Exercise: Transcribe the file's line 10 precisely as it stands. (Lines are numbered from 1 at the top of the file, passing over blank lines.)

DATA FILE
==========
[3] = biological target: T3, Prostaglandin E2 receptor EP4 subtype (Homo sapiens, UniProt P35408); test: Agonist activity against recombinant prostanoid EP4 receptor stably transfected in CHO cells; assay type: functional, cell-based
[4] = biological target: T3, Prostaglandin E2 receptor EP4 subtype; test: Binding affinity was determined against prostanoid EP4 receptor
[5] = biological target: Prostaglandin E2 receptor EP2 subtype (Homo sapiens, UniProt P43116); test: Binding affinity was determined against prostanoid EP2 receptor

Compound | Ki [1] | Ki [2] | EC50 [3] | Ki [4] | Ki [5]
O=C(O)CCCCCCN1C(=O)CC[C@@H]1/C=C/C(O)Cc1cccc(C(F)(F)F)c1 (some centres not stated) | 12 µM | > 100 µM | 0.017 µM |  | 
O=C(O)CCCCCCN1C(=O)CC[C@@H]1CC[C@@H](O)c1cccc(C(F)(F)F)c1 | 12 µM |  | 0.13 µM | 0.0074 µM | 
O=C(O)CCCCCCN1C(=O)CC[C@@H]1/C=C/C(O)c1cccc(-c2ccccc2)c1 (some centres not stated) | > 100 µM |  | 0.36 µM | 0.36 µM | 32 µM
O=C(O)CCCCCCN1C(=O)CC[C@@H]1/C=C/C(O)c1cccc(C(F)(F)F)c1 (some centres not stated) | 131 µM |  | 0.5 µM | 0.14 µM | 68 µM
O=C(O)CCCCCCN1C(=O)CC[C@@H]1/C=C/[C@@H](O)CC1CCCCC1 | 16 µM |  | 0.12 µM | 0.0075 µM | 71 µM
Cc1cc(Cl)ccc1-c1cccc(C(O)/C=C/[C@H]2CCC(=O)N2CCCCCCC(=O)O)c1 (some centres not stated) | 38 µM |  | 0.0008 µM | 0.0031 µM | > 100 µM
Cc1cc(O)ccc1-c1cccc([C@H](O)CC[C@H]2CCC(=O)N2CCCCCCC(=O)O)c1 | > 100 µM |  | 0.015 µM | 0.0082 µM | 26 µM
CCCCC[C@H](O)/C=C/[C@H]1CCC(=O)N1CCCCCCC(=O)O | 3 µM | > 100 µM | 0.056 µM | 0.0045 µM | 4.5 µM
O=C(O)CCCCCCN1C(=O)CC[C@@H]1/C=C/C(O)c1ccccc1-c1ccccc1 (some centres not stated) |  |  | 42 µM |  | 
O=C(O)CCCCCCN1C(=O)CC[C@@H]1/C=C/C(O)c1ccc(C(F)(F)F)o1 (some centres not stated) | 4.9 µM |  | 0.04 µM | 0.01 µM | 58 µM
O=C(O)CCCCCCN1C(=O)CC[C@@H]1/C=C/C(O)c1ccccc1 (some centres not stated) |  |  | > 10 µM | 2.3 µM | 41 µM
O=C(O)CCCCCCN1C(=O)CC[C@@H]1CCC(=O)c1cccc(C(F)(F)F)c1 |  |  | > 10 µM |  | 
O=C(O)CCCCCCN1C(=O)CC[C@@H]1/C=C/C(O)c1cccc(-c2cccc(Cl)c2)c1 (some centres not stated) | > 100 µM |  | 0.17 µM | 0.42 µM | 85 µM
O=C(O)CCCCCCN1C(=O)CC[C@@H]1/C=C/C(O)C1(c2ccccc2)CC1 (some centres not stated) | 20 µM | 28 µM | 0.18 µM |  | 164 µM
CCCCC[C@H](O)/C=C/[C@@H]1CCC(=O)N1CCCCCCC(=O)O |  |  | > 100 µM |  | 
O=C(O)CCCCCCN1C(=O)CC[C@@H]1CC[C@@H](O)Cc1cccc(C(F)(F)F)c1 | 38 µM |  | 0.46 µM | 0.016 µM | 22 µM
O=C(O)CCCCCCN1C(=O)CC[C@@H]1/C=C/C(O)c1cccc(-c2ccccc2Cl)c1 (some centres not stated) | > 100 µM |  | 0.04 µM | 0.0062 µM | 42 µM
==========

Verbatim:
Cc1cc(Cl)ccc1-c1cccc(C(O)/C=C/[C@H]2CCC(=O)N2CCCCCCC(=O)O)c1 (some centres not stated) | 38 µM |  | 0.0008 µM | 0.0031 µM | > 100 µM